First, expenses are subtracted from income for determining an activity's profit or loss. The income of a taxpayer for a year is calculated using a worldwide approach, which aggregates revenue from all sources. Losses from one business can therefore be used to lower the tax due on income from other sources in the absence of any special limits.

    According to the tax figures for the 2010–11 fiscal year, 2.5 million individual rental property schedules were filed, representing over A$30 billion in rental income for the year.

    A total of A$37.8 billion in deductions were made from this revenue, of which A$22 billion was loan interest. A additional A$1.8 billion was claimed as capital works deductions, which enables the capital cost of a building used to generate rental revenue to be written off.

    Negative gearing is advantageous for real estate investments over other investments without any particular bias in the tax system because the factors influencing that choice are external to the tax system.

    For instance, compared to other investment types, lenders might be more willing to lend a larger share of the real estate acquisition price. As a result, the purchase can be made with greater leverage, and the subsequent capital gain will yield a greater return on investment. This does, however, assume that the investor has the available funds to service the loan, typically from other sources.

    The role of CGT

    If the capital gain from the sale of the investment was fully taxed, negative gearing would be less desirable.

    Although negative gearing results in negative cash flow, it generates an annual tax benefit that would be lost if the capital was subject to capital gains tax at the time the property is sold.

    But because a reduction is taken into account when determining how much is included in taxable income, CGT is often only paid on half of the capital gain. As a result, there is an inequity because all mortgage interest is deducted in full at the time it is paid. However, the capital gain is only counted as income for half of it.

    All non-business investment income, including capital gains, should be subject to a 40% discount, according to the Henry Review's recommendation (Recommendation 14), and the amount of interest that can be claimed annually should be decreased in proportion.

    This would lessen the incentive to leverage off negative gearing deductions as well as the bias toward investments that create capital gains over income.

    First homeowners and renters miss out

    The debate of tax incentives noticeably excludes the segment of potential buyers who are most impacted by property costs.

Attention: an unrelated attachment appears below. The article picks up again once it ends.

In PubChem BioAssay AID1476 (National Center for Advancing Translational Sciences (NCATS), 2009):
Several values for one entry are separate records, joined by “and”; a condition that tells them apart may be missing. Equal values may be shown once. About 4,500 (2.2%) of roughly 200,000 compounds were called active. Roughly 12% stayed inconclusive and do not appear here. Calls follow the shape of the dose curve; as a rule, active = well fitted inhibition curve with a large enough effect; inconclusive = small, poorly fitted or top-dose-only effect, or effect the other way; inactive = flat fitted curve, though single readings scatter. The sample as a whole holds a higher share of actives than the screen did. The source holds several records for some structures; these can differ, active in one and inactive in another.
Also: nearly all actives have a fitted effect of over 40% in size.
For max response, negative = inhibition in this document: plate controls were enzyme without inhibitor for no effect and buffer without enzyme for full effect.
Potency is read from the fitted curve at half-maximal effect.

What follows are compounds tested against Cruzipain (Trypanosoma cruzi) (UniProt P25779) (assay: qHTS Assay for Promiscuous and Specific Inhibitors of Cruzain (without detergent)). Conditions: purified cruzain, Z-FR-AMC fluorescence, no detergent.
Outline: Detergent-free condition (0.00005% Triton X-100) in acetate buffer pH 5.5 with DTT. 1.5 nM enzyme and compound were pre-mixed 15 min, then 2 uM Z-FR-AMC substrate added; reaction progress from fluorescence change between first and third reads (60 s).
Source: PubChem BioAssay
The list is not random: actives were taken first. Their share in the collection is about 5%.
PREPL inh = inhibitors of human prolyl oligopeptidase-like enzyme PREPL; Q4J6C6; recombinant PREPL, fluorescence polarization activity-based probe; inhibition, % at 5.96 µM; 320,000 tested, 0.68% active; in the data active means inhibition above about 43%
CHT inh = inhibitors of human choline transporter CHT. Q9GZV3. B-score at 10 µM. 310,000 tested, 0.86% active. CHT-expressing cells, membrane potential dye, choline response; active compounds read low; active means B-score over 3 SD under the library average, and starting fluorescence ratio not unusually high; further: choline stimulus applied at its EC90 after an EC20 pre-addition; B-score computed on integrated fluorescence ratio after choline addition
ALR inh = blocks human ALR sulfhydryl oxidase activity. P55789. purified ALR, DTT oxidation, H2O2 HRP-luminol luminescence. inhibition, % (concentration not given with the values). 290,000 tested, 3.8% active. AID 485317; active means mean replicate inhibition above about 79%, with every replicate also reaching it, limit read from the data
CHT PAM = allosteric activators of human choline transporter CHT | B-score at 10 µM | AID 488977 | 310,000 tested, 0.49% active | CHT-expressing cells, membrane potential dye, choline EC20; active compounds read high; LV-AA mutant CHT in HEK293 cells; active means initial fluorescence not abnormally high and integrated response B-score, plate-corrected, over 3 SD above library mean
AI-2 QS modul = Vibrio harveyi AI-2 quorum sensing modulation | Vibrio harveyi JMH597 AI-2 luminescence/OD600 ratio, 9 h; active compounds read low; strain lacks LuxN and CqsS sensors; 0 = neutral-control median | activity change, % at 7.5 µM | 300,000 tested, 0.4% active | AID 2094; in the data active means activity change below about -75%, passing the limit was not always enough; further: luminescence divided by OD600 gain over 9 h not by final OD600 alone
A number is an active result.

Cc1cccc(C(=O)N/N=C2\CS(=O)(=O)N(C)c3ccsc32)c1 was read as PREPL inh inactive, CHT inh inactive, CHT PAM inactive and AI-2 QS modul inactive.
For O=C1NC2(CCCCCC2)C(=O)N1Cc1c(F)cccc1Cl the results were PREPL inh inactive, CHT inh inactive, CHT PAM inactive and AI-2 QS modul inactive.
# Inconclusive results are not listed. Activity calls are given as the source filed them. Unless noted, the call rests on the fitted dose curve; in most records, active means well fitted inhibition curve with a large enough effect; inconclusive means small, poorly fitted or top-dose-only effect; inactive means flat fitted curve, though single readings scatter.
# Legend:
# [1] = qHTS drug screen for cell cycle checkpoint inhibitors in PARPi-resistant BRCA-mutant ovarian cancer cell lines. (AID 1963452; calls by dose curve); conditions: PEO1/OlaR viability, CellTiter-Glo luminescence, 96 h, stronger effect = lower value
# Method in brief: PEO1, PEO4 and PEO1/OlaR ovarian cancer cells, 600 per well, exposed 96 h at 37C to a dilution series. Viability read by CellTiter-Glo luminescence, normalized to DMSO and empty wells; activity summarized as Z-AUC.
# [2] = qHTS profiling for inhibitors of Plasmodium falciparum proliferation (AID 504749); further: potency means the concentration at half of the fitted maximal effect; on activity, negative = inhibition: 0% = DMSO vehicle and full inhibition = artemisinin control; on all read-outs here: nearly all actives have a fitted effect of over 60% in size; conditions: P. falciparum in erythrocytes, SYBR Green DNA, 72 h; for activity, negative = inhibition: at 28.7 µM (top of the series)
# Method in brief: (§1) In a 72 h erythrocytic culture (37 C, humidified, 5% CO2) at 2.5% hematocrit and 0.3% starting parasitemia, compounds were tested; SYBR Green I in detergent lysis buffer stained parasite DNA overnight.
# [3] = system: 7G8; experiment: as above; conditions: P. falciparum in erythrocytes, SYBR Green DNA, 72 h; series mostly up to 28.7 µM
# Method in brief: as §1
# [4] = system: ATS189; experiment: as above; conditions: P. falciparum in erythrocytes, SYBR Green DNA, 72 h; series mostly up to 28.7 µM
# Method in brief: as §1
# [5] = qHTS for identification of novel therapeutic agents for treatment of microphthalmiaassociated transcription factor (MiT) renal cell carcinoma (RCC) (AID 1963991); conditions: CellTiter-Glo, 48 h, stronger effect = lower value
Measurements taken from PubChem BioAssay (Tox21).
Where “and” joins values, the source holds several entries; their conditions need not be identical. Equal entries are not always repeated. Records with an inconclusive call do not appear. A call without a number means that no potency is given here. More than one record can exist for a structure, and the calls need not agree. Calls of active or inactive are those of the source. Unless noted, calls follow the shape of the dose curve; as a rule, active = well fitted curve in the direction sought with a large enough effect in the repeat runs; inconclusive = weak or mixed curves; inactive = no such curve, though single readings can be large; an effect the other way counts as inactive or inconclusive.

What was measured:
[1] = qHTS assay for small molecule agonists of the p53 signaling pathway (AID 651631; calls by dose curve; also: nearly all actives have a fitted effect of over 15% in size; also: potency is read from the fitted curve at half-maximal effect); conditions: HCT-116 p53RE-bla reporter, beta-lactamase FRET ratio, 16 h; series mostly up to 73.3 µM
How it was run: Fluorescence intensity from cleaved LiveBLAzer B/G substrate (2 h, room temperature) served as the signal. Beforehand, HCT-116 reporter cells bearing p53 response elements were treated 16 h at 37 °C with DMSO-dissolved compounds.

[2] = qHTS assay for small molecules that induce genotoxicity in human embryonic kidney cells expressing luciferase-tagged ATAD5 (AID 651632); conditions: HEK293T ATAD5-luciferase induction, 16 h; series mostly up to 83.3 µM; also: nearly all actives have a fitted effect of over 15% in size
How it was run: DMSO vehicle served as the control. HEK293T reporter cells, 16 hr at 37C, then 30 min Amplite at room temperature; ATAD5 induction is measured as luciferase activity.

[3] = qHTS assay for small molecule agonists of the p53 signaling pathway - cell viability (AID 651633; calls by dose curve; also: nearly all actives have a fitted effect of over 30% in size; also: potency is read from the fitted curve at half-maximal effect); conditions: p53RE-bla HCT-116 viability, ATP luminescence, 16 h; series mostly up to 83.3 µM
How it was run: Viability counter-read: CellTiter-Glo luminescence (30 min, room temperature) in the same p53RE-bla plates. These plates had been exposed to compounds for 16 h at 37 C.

First-time homebuyers may find it difficult to save for a down payment if they don't receive a windfall from the sale of another property. They also lack access to tax deductions to help with interest payments.

    However, there are differing results from first-time homebuyer assistance. Even while it increases the deposit, the subsidy itself may cause inflation as vendor price expectations increase to account for it.

    The remaining group of tenants also has to pay higher rents as rental property owners try to recoup their initial investment.

    Rent increases between 1986 and 1988, when the Hawke Government banned negative gearing deductions, have been used as evidence that any modifications to negative gearing would lead to higher rents.

    But the data demonstrates that other factors actually raised demand in the Perth and Sydney markets during this time, therefore this is essentially refuted.

    All of the existing policies have an impact on demand, which raises housing costs as investors and wealthy owner-occupiers bid up the price of housing.

    A series of regulations is required to increase the supply of housing, such as the National Rental Affordability Scheme, which offers tax breaks for the construction of new homes.

    In the end, tax reform in respect to housing will necessitate some difficult choices for the government.

    The main residence CGT exemption and the ability to deduct investment losses from other income are the two things that need to be changed. Without widespread support, such reform cannot be successful, and neither the Labor Party nor the current Coalition Government have shown any interest in implementing these ideas.

    Would the removal of negative gearing change the way you charge?

    Any elimination of negative gearing will lead to landlords raising the rent on their properties, making the situation less bearable for many.

    Many homebuyers are able to fulfill their aspirations of owning a home thanks to negative gearing, therefore politicians who are thinking about changing it should examine these factors.

    Negative gearing may be eliminated, but we don't know for sure what would happen in that case, and it would be unjust to attribute supply-side issues to this system.

    Negative gearing simply means borrowing to invest, as when you take an investment loan, your property is 'geared'. 'Negative gearing' happens when the costs of owning a rental property exceed the rent returns you earn.

    The key benefit of negative gearing is that any net rental loss you incur during the financial year may be offset against other income you earn, such as your salary. This in turn reduces your taxable income and how much tax you have to pay.

    Negative gearing is ideal for investors seeking long-term capital gain. As a result, it is most suitable for young professionals who can afford to have capital tied up in a property portfolio for several years. The strategy is less suitable for investors seeking to supplement their regular income, such as retirees.